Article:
Life & Letters


About this Item

Title: Walt Whitman to William Sloane Kennedy, 29 August 1890

Date: August 29, 1890

Whitman Archive ID: loc.07833

Source: The Charles E. Feinberg Collection of the Papers of Walt Whitman, 1839–1919, Library of Congress, Washington, D.C. The transcription presented here is derived from The Correspondence, ed. Edwin Haviland Miller (New York: New York University Press, 1961–1977), 5:78. For a description of the editorial rationale behind our treatment of the correspondence, see our statement of editorial policy.

Contributors to digital file: Blake Bronson-Bartlett, Ian Faith, Marie Ernster, Paige Wilkinson, Stephanie Blalock, and Amanda J. Axley

noon Aug: 29 '90

Nothing very new—Am pretty well but have the grip again & sore throat & swell'd head—but ate my breakfast & got out last evn'g in wheel chair1 & might be (& doubtless shall be) much worse—

Enclosed I send what I have just scratch'd off ab't the Hollandisk piece2 (I believe that's ab't the best word to nip & print & stick to)—It is quite a theme—quite significant—means a good deal to me & for me—hope the mood will get hold of you one of these times soon—have just heard from Dr B[ucke],3 all well—I am sitting here as usual in my den—fine sunshiny day & cool enough—

God bless you
Walt Whitman

I sh'd suggest the Critic for the Hollandisk piece—"Walt Whitman's Dutch traits" is a good name—Of course rambly & careless—like y'r little Quaker piece4—not thinking of getting it all in by a long shot—but a few little hints & seed-facts of the Matter5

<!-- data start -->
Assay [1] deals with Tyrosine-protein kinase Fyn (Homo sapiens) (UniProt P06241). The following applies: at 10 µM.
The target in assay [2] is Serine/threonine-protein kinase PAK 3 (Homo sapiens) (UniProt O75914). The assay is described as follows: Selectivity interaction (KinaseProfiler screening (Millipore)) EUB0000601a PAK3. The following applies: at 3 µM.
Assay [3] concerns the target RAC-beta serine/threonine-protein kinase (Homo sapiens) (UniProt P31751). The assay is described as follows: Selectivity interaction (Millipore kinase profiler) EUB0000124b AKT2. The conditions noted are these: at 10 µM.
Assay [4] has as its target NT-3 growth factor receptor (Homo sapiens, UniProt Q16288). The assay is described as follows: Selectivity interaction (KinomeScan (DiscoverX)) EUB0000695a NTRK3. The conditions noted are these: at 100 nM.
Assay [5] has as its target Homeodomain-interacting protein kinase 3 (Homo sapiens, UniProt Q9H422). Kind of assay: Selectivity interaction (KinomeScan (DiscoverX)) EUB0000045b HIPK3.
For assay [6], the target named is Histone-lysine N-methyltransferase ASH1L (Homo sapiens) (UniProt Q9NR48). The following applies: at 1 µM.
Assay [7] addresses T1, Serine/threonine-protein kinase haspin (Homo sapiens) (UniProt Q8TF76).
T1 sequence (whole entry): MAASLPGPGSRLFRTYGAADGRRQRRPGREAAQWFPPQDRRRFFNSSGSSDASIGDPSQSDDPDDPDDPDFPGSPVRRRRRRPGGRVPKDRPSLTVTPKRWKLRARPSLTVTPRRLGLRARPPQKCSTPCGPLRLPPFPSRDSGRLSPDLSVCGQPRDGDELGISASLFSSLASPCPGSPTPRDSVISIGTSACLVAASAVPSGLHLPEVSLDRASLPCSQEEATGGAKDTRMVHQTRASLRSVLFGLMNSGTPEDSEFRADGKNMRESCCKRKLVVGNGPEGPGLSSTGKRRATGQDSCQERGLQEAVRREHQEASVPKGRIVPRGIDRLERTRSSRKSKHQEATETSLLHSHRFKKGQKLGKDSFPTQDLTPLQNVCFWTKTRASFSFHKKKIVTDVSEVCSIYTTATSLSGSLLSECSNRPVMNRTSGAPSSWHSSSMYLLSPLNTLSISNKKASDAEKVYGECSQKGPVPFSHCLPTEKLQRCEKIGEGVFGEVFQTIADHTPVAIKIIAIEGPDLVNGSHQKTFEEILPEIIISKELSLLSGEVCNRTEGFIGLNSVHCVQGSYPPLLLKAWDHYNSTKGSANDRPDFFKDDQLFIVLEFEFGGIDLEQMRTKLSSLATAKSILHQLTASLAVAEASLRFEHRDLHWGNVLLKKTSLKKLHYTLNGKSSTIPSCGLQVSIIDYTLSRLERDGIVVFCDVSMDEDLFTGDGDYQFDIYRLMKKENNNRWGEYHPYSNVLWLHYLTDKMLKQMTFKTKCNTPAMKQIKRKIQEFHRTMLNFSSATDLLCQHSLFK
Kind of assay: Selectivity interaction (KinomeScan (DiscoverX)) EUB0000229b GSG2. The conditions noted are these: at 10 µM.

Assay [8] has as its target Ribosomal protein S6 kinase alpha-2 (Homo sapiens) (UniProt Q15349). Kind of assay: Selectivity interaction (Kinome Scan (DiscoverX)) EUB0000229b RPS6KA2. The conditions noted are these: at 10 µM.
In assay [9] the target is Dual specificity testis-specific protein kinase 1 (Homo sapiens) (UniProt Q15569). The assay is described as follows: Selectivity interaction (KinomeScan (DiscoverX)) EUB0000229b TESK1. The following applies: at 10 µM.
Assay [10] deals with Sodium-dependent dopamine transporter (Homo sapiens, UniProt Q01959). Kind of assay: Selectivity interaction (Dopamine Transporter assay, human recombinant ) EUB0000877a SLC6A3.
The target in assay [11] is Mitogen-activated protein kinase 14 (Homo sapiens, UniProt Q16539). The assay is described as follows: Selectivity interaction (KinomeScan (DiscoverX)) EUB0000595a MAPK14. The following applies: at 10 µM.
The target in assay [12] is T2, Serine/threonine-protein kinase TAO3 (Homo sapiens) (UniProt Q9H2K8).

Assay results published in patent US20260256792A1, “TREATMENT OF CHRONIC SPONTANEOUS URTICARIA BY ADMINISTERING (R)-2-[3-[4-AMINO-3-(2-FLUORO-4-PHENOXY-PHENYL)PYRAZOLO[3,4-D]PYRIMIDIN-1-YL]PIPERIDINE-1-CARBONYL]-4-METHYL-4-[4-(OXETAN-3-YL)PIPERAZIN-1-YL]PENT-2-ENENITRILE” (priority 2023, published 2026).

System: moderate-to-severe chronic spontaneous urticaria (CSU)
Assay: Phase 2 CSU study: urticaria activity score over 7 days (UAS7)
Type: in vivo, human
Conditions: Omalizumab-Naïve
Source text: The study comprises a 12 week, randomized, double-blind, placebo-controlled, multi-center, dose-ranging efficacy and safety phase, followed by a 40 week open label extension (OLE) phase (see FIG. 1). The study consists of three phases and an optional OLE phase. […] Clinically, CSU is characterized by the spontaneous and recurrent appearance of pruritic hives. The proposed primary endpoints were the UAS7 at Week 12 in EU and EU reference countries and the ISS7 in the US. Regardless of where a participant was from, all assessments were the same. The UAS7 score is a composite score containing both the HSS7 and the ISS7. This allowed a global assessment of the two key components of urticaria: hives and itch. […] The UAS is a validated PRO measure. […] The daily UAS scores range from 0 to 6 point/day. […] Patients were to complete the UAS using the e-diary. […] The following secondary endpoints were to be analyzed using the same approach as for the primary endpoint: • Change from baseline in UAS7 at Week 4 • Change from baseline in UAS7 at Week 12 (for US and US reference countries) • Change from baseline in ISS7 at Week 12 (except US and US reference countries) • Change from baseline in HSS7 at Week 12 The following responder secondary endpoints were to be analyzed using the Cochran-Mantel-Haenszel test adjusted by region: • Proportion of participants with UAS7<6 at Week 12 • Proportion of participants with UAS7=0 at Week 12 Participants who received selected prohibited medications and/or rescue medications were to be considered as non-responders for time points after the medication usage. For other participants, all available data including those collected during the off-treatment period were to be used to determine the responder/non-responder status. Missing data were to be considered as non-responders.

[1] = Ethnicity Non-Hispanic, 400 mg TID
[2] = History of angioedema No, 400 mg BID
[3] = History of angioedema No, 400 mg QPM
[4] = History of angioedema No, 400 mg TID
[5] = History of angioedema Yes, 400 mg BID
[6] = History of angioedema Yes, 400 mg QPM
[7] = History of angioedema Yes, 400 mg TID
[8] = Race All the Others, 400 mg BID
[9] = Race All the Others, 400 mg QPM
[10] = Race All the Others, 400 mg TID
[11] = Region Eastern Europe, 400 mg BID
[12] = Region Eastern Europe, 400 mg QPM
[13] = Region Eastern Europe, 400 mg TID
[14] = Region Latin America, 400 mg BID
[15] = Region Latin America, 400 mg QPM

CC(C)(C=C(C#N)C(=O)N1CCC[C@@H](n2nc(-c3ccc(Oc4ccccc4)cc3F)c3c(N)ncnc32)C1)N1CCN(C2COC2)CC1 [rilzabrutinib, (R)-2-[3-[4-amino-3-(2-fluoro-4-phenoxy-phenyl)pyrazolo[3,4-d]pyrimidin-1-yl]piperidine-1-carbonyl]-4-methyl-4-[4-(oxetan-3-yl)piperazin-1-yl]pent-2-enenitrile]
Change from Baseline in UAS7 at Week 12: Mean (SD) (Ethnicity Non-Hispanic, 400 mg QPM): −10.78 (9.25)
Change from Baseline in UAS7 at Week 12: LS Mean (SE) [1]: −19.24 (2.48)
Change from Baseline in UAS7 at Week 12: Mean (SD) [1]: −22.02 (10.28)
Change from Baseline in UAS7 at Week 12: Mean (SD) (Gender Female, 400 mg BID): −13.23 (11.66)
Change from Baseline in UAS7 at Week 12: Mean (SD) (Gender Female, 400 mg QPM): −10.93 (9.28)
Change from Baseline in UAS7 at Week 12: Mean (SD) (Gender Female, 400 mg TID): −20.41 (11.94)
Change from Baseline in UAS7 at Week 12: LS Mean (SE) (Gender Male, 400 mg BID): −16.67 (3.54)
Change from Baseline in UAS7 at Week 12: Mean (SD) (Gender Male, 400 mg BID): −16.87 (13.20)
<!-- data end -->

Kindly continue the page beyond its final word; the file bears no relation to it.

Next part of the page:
William Sloane Kennedy (1850–1929) was on the staff of the Philadelphia American and the Boston Transcript; he also published biographies of Longfellow, Holmes, and Whittier (Dictionary of American Biography [New York: Charles Scribner's Sons, 1933], 336–337). Apparently Kennedy called on the poet for the first time on November 21, 1880 (William Sloane Kennedy, Reminiscences of Walt Whitman [London: Alexander Gardener, 1896], 1). Though Kennedy was to become a fierce defender of Whitman, in his first published article he admitted reservations about the "coarse indecencies of language" and protested that Whitman's ideal of democracy was "too coarse and crude"; see The Californian, 3 (February 1881), 149–158. For more about Kennedy, see Katherine Reagan, "Kennedy, William Sloane (1850–1929)," Walt Whitman: An Encyclopedia, ed. J.R. LeMaster and Donald D. Kummings (New York: Garland Publishing, 1998).


1. Horace Traubel and Ed Wilkins, Whitman's nurse, went to Philadelphia to purchase a wheeled chair for the poet that would allow him to be "pull'd or push'd" outdoors. See Whitman's letter to William Sloane Kennedy of May 8, 1889[back]

2. William Sloane Kennedy's "Dutch Traits of Walt Whitman" was published in The Conservator 1 (February 1891), 90–91. It was reprinted in In Re Walt Whitman, ed. Horace Traubel, et al. (Philadelphia: David McKay, 1893), 195–199. [back]

3. Richard Maurice Bucke (1837–1902) was a Canadian physician and psychiatrist who grew close to Whitman after reading Leaves of Grass in 1867 (and later memorizing it) and meeting the poet in Camden a decade later. Even before meeting Whitman, Bucke claimed in 1872 that a reading of Leaves of Grass led him to experience "cosmic consciousness" and an overwhelming sense of epiphany. Bucke became the poet's first biographer with Walt Whitman (Philadelphia: David McKay, 1883), and he later served as one of his medical advisors and literary executors. For more on the relationship of Bucke and Whitman, see Howard Nelson, "Bucke, Richard Maurice," Walt Whitman: An Encyclopedia, ed. J.R. LeMaster and Donald D. Kummings (New York: Garland Publishing, 1998). [back]

4. William Sloane Kennedy, "Quaker Traits of Walt Whitman," in In Re Walt Whitman, ed. Horace Traubel, et al. (Philadelphia: David McKay, 1893), 213–214. [back]

5. On September 10, Kennedy informed Whitman that his "racy bit of work" was now in the hands of the editor of the Boston Evening Transcript and that he preferred not to send the piece to The Critic, or, as he put it, "Miss [Jeannette] Gilder and her dilettante sheet." [back]


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